While the areas hit by the disasters have worked to clear the debris, they are overwhelmed by it. It has simply been sorted and piled, awaiting disposal. In fact, Iwate has only disposed of 8 percent, Miyagi 5 percent and Fukushima 4 percent. As long as this debris isn’t disposed of or buried, it remains a barrier to reconstruction. Worse, it poses safety hazards. Although the central government wants to dispose of all debris by March 2014, this is unlikely because local governments outside Tohoku aren’t accepting the debris, fearing it might be contaminated with radiation. Because waste management policies are the jurisdiction of city councils and prefectural authorities, the central government has little authority to push local and prefectural governments to accept it.
This means reconstruction is proceeding slowly. Yet, inland areas and coastal areas face different challenges that translate into different speeds of reconstruction. The three prefectures hit hardest by the tsunami had vibrant coastal towns dominated by the fishing industry. This industry was devastated by the tsunami. According to a CNN report, an estimated 90 percent of the 29,000 boats in these prefectures were lost or damaged, causing an estimated $5 billion worth of damage to the fishing industry. While inland areas and coastal towns both are struggling with debris, coastal areas are also challenged by town planning and levee heights. One particular problem is obtaining consent from residents to move new residential areas to higher grounds. Cognizant of the unique challenges these coastal areas are facing, the RA is preferentially treating coastal areas’ local government requests for subsidies before inland requests.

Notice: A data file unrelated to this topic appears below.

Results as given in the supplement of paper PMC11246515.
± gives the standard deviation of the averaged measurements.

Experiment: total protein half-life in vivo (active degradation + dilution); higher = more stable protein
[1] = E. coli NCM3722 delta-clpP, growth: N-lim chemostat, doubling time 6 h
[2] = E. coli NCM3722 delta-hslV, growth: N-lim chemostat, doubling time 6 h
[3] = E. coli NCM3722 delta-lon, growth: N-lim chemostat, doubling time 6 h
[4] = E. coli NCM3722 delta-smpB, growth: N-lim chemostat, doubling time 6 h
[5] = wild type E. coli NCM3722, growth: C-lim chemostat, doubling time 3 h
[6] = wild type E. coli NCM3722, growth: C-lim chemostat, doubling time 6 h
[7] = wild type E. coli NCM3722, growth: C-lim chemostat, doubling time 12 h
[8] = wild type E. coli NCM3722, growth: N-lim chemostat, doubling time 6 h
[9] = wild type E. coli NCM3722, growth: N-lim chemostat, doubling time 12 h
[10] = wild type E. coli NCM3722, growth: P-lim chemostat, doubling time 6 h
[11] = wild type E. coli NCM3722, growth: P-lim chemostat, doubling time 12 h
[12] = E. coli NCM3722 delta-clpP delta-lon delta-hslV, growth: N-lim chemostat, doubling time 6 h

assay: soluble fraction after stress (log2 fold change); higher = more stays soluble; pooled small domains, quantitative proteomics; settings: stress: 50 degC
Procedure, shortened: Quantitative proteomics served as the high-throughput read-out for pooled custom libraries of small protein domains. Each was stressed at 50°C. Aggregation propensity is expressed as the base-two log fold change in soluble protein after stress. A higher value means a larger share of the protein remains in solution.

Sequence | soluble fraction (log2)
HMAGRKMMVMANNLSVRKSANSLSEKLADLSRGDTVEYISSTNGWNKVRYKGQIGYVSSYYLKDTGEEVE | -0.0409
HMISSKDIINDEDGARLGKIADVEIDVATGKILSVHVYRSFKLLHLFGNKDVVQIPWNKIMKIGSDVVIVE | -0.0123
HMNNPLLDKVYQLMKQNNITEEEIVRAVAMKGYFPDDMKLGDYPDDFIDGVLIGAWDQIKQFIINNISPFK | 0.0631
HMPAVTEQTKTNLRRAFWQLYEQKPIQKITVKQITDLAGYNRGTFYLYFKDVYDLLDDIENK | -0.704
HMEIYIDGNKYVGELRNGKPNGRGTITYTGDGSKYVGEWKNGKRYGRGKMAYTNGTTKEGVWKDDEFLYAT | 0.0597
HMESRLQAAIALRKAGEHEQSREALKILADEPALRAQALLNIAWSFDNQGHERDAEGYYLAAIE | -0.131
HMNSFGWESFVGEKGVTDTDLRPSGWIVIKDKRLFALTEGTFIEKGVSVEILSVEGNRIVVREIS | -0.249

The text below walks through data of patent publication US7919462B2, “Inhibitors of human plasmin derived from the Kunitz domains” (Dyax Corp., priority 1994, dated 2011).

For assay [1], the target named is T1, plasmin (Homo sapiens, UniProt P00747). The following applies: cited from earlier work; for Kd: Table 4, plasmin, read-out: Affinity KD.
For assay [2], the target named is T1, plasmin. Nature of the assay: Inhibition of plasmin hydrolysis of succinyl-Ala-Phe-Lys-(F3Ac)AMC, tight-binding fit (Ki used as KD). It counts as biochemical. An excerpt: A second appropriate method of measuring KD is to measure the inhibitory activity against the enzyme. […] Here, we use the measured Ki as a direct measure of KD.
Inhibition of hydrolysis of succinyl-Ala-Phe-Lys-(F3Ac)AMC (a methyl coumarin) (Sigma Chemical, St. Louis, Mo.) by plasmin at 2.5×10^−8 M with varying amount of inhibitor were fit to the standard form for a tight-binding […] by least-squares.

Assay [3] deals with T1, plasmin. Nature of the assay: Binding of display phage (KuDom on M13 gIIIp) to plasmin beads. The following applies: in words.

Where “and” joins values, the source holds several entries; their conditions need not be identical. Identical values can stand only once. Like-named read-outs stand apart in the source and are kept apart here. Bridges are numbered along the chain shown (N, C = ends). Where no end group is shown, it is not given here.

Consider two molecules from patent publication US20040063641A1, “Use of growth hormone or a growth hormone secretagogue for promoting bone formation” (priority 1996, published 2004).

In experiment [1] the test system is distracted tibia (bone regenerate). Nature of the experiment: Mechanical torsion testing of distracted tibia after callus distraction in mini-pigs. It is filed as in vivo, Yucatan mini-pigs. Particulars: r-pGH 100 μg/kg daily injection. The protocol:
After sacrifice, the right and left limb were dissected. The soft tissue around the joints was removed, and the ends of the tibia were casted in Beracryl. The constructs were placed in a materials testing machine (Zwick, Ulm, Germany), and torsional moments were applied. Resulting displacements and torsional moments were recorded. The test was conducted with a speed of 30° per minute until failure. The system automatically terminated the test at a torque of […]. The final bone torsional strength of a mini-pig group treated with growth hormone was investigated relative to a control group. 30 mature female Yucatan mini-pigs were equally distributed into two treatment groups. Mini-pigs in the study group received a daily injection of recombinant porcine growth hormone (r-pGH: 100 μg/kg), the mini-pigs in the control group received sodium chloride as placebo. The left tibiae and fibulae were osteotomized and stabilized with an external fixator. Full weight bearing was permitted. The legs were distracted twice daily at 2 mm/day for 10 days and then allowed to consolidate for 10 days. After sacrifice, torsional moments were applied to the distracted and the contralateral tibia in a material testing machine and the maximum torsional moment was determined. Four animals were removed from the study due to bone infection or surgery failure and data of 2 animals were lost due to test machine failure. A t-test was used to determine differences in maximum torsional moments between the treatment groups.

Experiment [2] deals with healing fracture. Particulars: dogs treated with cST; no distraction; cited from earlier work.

As local governments continue their debates over debris removal and reconstruction, the central government is focused on two macro debates: Japan’s energy policy and disaster preparedness.
Because of the problems at Fukushima, Tokyo has been shutting down the country’s nuclear power plants for stress tests when they come offline for regularly scheduled maintenance. Currently, only 2 of its 54 reactors are in use, with no clear plan of when (or if) to restart the reactors. By late April, all 54 reactors will be offline. If this comes to pass, it will be the first time Japan has been nuclear-free since 1966.
This is because the government is in the midst of a debate on Japan’s energy future. Specifically, it is focused on whether Japan should continue to rely on nuclear energy and, if so, how much? Currently, it relies on nuclear energy for about 30 percent of its energy. Additionally, the debate is focusing on the ratio of renewable energy and the extent it can increase this ratio within its energy mix. Under the government’s current energy plan, there’s a target to increase this ratio from its current 9 percent to 21 percent by 2030. While this ratio is expected to rise, how much it rises is a function of the decision regarding nuclear energy.